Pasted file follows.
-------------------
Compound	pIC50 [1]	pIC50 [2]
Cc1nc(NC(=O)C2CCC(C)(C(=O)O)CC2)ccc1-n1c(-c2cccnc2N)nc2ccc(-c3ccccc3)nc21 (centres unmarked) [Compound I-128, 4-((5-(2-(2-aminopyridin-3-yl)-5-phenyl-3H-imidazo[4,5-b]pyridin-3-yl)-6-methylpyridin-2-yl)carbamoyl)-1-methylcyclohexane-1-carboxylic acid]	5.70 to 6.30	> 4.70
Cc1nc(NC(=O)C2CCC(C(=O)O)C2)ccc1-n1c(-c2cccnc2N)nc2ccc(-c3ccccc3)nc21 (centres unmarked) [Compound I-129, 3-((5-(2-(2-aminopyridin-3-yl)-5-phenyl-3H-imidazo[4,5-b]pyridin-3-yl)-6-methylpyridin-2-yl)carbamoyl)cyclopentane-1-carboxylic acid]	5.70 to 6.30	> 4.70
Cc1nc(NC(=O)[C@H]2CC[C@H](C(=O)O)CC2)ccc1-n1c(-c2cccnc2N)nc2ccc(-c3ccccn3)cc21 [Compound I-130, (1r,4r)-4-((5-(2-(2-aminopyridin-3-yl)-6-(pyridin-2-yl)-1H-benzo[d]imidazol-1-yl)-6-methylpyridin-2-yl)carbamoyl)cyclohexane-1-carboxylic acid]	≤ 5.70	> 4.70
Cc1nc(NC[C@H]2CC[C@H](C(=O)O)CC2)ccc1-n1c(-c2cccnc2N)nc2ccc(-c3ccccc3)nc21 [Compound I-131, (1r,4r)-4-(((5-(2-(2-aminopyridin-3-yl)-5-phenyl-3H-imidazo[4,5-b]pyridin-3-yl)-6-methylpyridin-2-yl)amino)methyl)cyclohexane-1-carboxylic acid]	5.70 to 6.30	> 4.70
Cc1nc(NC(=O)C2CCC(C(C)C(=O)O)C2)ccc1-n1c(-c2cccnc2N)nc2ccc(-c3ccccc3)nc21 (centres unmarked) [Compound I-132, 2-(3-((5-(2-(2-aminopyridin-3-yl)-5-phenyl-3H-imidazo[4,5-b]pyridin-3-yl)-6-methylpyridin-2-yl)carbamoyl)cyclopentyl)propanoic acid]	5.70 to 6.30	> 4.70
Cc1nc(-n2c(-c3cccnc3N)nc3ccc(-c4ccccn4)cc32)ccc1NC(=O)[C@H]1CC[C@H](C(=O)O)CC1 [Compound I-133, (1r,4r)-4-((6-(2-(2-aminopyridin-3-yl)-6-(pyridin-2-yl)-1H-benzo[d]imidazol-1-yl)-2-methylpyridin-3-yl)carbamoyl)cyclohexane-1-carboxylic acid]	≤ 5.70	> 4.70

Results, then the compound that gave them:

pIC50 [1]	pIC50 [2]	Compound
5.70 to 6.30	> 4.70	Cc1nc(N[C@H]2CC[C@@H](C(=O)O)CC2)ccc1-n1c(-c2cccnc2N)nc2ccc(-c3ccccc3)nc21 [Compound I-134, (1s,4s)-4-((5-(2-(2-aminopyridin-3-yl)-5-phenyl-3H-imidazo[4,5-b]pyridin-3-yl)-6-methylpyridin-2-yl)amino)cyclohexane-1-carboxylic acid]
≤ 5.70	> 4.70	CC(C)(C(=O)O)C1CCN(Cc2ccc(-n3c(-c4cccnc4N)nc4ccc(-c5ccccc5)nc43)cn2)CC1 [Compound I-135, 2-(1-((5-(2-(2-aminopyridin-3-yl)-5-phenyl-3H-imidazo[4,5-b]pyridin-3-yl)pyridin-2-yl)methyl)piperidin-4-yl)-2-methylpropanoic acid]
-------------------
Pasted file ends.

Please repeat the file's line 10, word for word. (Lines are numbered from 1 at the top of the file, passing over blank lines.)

5.70 to 6.30	> 4.70	Cc1nc(N[C@H]2CC[C@@H](C(=O)O)CC2)ccc1-n1c(-c2cccnc2N)nc2ccc(-c3ccccc3)nc21 [Compound I-134, (1s,4s)-4-((5-(2-(2-aminopyridin-3-yl)-5-phenyl-3H-imidazo[4,5-b]pyridin-3-yl)-6-methylpyridin-2-yl)amino)cyclohexane-1-carboxylic acid]